For example, here is a photo of the same subject. One with an OLPF, one without:
#6. "RE: Moiré and False Color. A discussion amongst Nikonians." In response to Reply # 5 Thu 29-Mar-12 10:40 PM by adangus
It seems to me that there are a couple of ways to think about this. One is in terms of information. The sensor for the D800/800E has the claimed 36Mp. After an exposure is taken, each pixel has 14 bits; so this is 504 Mbits. Of course, I'm not accounting for any loss of information due to noise, just the information capacity of the sensor.
What's reported by the RAW NEF has 3 times as much capacity though, since each pixel has 3 color channels; rounding a touch, let's say we're getting 1.5 Gbits from an original 0.5 Gbits. Of course, this process, through Bayer interpolation, cannot create information. But the apparent information capacity of the RAW file is 3 times greater than the apparent capacity of the sensor.
This is the same for both the D800 and D800E, even though the interpolation methods might be different for each. Arguably, in order to claim improved sharpness, the D800E should have higher real information content for any scene. A natural question is whether or not this can be true. It seem logical enough to believe that the D800's OLPF will reduce information flowing through it to the sensor. It does this by confounding the paths taken by any given information-carrying photon into the sensor's detector wells. But information is also lost by filtering photons before detection on the basis of their energy (or wavelength) by the operation of the color filter array (CFA); and both the 800 and 800E do this.
In the case of the 800, the nominal point spread function (PSF) would be roughly 4 pixels broad, ignoring any lens effects. In the case of the 800E, it should be just 1 pixel broad. This suggests that the information in the 800 sensor is closer to 3/4 of 504 Mbit or 378 Mbit. I divide by 4 to account for the 4-way split into the 4 cells of the CFA and multiply by 3 to account for the 3 color channels reported per sensor element.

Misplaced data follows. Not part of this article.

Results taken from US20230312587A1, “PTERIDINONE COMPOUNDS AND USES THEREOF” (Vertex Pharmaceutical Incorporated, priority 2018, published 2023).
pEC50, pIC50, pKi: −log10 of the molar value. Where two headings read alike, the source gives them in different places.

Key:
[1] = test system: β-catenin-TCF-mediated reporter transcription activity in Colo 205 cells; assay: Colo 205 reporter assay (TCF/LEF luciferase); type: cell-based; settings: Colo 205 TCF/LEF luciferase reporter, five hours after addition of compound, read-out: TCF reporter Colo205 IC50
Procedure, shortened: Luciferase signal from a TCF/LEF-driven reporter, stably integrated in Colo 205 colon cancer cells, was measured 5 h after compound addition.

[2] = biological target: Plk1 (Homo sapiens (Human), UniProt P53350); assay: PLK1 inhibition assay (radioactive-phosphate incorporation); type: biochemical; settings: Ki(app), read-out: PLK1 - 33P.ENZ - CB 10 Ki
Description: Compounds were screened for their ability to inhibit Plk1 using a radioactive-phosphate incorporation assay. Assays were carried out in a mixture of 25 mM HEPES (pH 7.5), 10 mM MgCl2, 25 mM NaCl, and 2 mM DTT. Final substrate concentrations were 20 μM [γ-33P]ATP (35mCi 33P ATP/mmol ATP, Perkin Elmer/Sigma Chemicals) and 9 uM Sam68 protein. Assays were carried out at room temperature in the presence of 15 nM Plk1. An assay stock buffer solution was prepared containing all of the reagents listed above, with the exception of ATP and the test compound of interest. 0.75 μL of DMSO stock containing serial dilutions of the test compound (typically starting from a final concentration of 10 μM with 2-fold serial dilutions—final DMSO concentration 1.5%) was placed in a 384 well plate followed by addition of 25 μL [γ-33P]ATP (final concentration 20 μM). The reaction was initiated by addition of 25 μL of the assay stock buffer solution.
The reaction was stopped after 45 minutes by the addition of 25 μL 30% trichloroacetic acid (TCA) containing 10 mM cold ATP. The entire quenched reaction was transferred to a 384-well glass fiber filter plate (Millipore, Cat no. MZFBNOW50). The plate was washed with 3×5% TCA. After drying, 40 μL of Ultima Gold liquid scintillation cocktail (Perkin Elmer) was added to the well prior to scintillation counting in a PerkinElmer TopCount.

The 800E would not apparently lose information because of an OLPF; but consideration of its true resolving power shows that it must be reporting information inaccurately for a wide variety of cases. Assuming that its pixel size is about 5µm, it should resolve line pairs of 10µm in width. That would be 100 lp/mm and would be exceptional resolution. However, if one actually put a white light sinusoidal stripe pattern of 100 lp/mm on the 800E sensor, the result would be a either a cyan or yellow line alternating with a black line. I say this with the assumption that the white line would either register exactly with the Bayer filter's green and blue stripe (cyan) or with its green and red stripe (yellow). Of course, interpolation might change these false colors even further; but you get the idea that you can only get to the highest resolution by introducing false color.